April 16, 2013

Blogs and Boston

While I feel uncertain what exactly to say about yesterday's bombing at the Boston Marathon, it also feels inappropriate to me to write about anything else just yet.  I studied and worked in Boston, lived there for many years, and I may no longer be a physical part of that community, but in many other ways, I still am.  I have many friends in Boston, both those I met there and some whom I know from back in high school, who later moved there.  I knew people running the marathon, spending the day cheering others on, or even simply stopping by after work – right when the unimaginable happened. 

Personally, I found out about the explosions near the finish line via the radio while on my way home.  I didn't know what to think, but I did know that certain friends had recently been training for the marathon.  Immediately, I, like many, spent time Facebook stalking, g-chatting, texting, calling, etc. – reaching out first to those I knew had a high probability of being nearby, and then to everyone else.  Some friends I instructed to post publicly about their welfare as soon as they had a chance, because in that moment of public panic that spread around our worldwide network, literally the fastest way to check on someone's welfare was monitoring when their last post happened (on Facebook, Twitter, or otherwise), or by quickly checking in through a chat mechanism.  Some others had heard sooner, and assured me that all of our mutual friends & acquaintances had already been tracked down and were safe.

I spent hours watching news broadcasts recapping over and over the same statements about the event, slipping nuggets of new information among the recitations, and then hours more monitoring "breaking news" sources online.  Along the way, I saw heartbreaking photos and personal accounts, comforting stories of heroes at the scene, and unfortunately, many judgmental and angry responses – anger not at the attacker, but at those of us devastated by this attack.

The Boston Marathon is an international, apolitical event, and an attack on its spectators is nothing but a malicious attempt to instill fear, while irrevocably harming innocent bystanders.  We are all lost in the wake of this nonsensical tragedy, horrified by the lives lost and the physical and emotional damage caused, with no understanding, and that, I believe, strikes more fear in all of us.  This is terrorism, not because of some (unclear) political agenda, but because of the lives ruined, thousands or millions more affected, all for the exclusive purpose of just that – terrorizing a widespread community by causing the most damage at a time when traditionally thousands come together in celebration.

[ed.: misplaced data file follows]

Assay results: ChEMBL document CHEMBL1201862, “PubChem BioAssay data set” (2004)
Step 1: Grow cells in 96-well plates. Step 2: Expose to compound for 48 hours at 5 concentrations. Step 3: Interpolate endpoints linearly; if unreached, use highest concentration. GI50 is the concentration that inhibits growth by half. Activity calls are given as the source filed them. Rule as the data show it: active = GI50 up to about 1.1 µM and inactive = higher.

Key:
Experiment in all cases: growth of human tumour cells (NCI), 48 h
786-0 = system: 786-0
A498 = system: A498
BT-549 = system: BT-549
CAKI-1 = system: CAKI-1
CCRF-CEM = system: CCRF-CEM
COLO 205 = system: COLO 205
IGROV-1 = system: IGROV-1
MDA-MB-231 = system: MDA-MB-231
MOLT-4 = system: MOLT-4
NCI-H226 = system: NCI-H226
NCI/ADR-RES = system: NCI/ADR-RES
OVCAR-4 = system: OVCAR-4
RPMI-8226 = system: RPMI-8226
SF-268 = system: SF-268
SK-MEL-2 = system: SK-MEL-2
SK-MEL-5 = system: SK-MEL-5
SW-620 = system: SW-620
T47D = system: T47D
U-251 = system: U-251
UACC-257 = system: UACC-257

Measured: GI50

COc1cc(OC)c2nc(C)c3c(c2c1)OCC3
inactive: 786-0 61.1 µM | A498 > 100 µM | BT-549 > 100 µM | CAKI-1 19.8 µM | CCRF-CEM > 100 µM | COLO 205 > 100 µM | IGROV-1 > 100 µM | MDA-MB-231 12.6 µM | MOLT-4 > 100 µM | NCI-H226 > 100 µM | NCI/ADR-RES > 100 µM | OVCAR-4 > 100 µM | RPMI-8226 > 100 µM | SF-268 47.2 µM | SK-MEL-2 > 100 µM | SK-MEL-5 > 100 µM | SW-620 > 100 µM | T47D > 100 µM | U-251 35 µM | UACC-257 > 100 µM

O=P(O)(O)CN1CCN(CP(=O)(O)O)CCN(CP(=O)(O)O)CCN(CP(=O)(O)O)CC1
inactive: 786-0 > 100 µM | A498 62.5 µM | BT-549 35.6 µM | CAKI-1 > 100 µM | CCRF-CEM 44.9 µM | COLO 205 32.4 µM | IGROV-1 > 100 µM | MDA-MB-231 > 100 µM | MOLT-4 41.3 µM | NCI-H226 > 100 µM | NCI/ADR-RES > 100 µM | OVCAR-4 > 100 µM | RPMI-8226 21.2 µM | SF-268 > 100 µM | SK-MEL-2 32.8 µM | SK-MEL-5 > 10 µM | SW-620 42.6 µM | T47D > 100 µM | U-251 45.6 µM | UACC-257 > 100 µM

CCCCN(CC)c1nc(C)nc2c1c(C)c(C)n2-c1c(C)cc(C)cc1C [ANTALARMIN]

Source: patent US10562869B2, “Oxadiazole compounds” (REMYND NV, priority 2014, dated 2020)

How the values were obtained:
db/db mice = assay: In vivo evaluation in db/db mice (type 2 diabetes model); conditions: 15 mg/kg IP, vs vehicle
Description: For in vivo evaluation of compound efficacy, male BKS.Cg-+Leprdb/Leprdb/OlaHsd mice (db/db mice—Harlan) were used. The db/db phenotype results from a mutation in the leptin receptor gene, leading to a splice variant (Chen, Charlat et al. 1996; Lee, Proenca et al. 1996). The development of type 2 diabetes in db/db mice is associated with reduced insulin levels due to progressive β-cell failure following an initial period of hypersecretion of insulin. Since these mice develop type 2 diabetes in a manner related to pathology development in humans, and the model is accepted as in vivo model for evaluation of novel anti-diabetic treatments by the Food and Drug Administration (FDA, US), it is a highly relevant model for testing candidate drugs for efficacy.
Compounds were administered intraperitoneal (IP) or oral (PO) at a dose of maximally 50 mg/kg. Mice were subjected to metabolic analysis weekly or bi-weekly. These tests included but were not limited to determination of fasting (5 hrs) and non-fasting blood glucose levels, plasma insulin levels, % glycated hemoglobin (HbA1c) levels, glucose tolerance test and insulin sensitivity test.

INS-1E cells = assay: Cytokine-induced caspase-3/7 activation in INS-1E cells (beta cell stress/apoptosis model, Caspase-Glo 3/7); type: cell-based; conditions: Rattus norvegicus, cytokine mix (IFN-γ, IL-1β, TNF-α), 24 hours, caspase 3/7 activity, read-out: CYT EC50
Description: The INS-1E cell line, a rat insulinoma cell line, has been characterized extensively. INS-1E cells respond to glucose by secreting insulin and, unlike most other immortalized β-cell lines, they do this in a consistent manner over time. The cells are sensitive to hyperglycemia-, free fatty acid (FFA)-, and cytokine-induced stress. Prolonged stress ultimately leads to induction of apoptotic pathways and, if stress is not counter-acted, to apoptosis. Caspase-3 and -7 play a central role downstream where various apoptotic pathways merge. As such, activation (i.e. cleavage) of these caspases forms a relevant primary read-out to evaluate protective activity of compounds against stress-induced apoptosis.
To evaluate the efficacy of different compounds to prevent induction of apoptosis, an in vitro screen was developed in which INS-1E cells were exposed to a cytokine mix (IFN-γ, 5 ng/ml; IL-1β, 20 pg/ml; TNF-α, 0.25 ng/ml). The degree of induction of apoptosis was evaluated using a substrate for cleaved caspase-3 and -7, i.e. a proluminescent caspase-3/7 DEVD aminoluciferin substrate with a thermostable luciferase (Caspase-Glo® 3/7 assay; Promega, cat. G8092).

One news source called this an echo of the September 11 attacks.  I can only hope this is the final ripple in the years since then which have been filled with terror.  Pragmatically, I fear that's unlikely to be the case.



2 comments :

  1. I pray that your friends are all okay. My sister-in-law missed being in Tower 1 by seconds, and we lost a friend. It's infinitely worse when those we know are at the scene of a terror attack, yet as human beings the world over, everyone affected enters our hearts.

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    1. Thank you, Donna. Thank goodness, everyone I know is uninjured. You're right, once the panic of not knowing whether individuals are safe settles, the heartbreak spreads evenly among the compassionate community. Unfortunately, it's unclear when / if we'll know what the motivation was or who was behind this.

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